3. These bills violate the National Vaccine Injury Compensation Program, which requires “each healthcare provider who administers a vaccine” to “provide to the legal representatives of any child” a copy of information “prior to the administration of the vaccine.” A child can’t consent to the administration of a vaccine without the parent’s knowledge and consent if the person administering the vaccine must first give the parent vaccine information. If healthcare providers administer a vaccine to a child without first giving the required information to parents, they are violating federal law, and in the process, probably violating state medical ethical rules at the same time (because of violating federal law), subjecting themselves to discipline by their state medical, nursing, or other relevant boards.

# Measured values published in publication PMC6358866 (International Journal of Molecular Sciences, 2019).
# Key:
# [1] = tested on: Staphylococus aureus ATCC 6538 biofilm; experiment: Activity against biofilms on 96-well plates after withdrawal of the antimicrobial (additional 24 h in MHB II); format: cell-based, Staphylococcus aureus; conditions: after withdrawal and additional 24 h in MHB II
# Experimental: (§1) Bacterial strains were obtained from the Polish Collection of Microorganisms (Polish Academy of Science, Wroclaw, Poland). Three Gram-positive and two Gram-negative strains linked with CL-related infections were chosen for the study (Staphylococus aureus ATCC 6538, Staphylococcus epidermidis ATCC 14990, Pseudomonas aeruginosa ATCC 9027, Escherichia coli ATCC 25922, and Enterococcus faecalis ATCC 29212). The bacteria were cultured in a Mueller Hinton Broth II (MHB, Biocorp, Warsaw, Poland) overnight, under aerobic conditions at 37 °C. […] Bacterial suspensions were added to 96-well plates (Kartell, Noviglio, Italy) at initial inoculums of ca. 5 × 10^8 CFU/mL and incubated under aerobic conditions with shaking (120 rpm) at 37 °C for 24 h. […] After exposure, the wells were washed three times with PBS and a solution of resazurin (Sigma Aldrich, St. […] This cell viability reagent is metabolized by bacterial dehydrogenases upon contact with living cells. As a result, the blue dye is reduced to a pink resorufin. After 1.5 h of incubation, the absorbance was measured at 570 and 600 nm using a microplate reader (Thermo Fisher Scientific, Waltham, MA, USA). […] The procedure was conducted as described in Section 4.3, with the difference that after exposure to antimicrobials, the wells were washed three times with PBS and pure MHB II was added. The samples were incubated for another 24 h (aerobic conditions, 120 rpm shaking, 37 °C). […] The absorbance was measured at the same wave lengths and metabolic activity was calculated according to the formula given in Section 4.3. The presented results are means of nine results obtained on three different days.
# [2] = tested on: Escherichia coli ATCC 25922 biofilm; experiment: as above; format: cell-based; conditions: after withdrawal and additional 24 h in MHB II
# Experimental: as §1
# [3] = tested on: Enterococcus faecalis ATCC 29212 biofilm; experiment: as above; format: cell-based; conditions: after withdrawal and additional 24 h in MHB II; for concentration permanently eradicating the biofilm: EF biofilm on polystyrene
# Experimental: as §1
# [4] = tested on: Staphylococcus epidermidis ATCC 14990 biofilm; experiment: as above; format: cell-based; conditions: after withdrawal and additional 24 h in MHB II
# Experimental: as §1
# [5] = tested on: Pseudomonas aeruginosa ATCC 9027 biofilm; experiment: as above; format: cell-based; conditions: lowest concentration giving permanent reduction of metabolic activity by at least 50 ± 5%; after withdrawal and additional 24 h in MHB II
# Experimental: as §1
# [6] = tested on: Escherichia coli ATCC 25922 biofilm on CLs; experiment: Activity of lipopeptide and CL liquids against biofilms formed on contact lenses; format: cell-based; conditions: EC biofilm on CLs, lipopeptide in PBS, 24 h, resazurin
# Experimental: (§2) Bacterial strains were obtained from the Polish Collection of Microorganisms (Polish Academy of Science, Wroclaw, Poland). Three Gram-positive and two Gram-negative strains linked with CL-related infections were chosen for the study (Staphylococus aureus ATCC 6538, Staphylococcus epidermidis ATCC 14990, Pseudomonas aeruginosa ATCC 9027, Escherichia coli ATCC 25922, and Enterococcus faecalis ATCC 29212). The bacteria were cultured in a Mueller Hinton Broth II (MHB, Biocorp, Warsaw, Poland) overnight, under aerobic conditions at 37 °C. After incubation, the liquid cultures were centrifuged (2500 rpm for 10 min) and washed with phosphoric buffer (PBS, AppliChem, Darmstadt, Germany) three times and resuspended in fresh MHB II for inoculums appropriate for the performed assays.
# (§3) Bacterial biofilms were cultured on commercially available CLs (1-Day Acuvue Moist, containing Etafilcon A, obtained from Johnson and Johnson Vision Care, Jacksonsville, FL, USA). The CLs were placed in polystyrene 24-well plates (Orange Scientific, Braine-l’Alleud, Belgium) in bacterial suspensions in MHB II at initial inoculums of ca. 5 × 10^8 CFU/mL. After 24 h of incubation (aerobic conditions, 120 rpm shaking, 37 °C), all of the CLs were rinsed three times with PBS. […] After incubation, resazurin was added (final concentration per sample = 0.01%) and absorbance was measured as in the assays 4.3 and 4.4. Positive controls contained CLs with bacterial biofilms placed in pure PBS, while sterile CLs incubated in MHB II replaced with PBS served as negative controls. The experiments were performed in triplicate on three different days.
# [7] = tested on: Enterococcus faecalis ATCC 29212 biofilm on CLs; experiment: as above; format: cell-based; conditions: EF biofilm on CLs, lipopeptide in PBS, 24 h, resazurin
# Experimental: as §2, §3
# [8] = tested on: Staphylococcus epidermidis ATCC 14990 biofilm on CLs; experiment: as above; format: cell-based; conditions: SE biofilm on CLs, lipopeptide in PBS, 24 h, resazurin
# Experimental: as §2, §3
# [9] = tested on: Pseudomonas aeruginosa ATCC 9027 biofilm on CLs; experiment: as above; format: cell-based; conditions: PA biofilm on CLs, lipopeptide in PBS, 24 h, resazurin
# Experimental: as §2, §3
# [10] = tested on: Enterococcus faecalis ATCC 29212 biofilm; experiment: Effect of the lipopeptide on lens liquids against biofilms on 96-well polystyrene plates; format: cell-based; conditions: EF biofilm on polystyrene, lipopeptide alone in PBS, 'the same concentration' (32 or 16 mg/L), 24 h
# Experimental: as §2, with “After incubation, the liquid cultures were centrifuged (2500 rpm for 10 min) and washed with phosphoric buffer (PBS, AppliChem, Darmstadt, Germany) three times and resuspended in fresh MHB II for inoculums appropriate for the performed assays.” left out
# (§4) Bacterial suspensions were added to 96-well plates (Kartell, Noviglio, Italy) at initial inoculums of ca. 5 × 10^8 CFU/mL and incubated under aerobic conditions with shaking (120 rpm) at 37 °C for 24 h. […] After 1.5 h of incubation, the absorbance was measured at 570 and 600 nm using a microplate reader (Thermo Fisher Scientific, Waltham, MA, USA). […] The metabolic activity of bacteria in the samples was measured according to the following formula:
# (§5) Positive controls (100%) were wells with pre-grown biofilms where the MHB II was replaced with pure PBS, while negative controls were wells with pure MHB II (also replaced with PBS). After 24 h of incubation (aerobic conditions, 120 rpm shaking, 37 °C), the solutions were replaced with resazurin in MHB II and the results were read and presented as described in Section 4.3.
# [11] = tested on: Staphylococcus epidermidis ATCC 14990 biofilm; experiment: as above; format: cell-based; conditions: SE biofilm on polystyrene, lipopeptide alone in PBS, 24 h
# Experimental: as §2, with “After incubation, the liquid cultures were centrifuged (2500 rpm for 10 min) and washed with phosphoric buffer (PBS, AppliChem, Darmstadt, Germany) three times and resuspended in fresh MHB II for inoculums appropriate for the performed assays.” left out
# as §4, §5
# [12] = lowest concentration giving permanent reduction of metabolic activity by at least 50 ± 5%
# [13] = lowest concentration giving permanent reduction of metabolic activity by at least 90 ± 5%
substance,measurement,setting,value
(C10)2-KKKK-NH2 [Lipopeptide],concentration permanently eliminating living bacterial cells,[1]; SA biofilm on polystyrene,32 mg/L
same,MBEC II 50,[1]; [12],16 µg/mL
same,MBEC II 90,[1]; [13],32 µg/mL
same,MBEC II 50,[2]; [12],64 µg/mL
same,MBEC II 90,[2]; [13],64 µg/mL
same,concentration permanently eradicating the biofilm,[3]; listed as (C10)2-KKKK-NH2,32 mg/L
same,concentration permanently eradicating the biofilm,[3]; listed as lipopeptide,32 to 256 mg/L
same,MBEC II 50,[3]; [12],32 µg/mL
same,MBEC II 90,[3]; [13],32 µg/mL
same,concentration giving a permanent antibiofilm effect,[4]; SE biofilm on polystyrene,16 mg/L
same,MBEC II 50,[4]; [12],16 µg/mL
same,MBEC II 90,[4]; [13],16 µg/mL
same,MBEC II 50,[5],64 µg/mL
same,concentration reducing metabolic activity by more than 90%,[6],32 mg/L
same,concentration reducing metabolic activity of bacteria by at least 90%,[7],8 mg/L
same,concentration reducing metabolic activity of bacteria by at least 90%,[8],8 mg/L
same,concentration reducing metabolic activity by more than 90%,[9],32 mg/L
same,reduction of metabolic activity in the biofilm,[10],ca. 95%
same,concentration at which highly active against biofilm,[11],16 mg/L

May 21, 2010
By Sam Gustin
Facebook, the giant social network now under fire over its privacy practices, has been sending personal information to online advertising companies without its users’ consent, according to a Harvard Business School professor who filed a letter of complaint with the Federal Trade Commission Thursday.
“Facebook has been telling its users one thing and then doing the opposite,” Ben Edelman, an assistant professor at Harvard Business School, told DailyFinance Thursday. “Facebook never told anyone, anywhere, they were going to do this. It’s no longer about quality of disclosure, but about whether Facebook is telling the truth in the first place.”